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Chemical imaging analysis of the brain with X-ray methods

DOI: 10.1016/j.sab.2017.02.013 DOI Help

Authors: Joanna F. Collingwood (University of Warwick) , Freddy Adams (University of Antwerp)
Co-authored by industrial partner: No

Type: Journal Paper
Journal: Spectrochimica Acta Part B: Atomic Spectroscopy

State: Published (Approved)
Published: February 2017
Diamond Proposal Number(s): 4911

Abstract: Cells employ various metal and metalloid ions to augment the structure and the function of proteins and to assist with vital biological processes. In the brain they mediate biochemical processes, and disrupted metabolism of metals may be a contributing factor in neurodegenerative disorders. In this tutorial review we will discuss the particular role of X-ray methods for elemental imaging analysis of accumulated metal species and metal-containing compounds in biological materials, in the context of post-mortem brain tissue. X-rays have the advantage that they have a short wavelength and can penetrate through a thick biological sample. Many of the X-ray microscopy techniques that provide the greatest sensitivity and specificity for trace metal concentrations in biological materials are emerging at synchrotron X-ray facilities. Here, the extremely high flux available across a wide range of soft and hard X-rays, combined with state-of-the-art focusing techniques and ultra-sensitive detectors, makes it viable to undertake direct imaging of a number of elements in brain tissue. The different methods for synchrotron imaging of metals in brain tissues at regional, cellular, and sub-cellular spatial resolution are discussed. Methods covered include X-ray fluorescence for elemental imaging, X-ray absorption spectrometry for speciation imaging, X-ray diffraction for structural imaging, phase contrast for enhanced contrast imaging and scanning transmission X-ray microscopy for spectromicroscopy. Two- and three-dimensional (confocal and tomographic) imaging methods are considered as well as the correlation of X-ray microscopy with other imaging tools.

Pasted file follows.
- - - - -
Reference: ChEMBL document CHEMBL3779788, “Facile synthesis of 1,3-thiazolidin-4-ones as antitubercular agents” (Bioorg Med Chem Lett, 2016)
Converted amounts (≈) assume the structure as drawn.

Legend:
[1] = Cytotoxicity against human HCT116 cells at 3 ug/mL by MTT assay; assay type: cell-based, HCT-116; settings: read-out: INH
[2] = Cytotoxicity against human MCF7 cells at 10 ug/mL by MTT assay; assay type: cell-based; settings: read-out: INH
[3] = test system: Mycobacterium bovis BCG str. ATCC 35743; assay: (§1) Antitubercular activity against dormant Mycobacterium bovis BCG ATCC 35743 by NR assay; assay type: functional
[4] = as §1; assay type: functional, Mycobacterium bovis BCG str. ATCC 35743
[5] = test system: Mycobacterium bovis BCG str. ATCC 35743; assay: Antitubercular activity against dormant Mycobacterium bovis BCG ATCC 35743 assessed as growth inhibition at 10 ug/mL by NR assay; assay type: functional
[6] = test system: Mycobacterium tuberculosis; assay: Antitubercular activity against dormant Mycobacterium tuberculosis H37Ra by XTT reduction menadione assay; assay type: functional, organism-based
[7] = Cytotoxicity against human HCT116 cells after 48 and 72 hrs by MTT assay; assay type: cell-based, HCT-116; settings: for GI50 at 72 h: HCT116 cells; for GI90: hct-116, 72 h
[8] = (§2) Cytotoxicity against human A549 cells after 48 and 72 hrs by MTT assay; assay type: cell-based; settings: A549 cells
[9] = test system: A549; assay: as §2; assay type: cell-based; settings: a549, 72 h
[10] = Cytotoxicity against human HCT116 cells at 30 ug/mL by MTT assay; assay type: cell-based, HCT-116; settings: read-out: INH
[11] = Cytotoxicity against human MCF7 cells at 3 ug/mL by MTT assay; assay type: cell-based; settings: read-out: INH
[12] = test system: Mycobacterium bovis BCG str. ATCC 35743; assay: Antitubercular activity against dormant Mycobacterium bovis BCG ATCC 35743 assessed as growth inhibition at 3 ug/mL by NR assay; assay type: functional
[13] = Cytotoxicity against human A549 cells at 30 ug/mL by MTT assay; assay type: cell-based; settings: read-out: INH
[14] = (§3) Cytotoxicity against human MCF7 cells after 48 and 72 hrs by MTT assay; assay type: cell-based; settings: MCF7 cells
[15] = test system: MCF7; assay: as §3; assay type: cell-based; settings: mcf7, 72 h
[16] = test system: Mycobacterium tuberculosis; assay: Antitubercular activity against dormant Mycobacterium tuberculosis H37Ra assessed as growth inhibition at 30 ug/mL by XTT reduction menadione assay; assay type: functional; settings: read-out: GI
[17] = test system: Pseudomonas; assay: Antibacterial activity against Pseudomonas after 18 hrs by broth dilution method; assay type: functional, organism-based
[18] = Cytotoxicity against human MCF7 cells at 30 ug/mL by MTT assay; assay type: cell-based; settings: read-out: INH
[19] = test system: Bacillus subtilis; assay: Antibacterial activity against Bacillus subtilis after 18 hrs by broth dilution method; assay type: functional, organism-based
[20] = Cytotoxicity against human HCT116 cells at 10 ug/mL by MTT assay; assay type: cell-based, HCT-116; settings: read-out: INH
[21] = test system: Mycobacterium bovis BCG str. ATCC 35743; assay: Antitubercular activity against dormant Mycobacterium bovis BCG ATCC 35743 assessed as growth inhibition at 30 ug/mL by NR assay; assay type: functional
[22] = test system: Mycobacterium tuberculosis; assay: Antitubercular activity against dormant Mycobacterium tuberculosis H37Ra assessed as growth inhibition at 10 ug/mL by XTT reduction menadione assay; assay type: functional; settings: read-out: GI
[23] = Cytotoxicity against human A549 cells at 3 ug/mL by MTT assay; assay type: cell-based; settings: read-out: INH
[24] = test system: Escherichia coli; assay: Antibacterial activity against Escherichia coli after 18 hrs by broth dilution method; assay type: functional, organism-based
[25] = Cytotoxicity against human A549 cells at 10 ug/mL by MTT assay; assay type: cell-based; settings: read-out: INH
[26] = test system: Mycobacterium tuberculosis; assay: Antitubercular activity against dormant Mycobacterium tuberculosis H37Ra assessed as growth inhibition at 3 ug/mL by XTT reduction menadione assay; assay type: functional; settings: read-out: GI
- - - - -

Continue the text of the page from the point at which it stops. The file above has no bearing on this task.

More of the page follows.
Journal Keywords: Synchrotron; Metallomics; Microscopy; Spectroscopy; Neurodegeneration

Subject Areas: Chemistry, Biology and Bio-materials


Instruments: I18-Microfocus Spectroscopy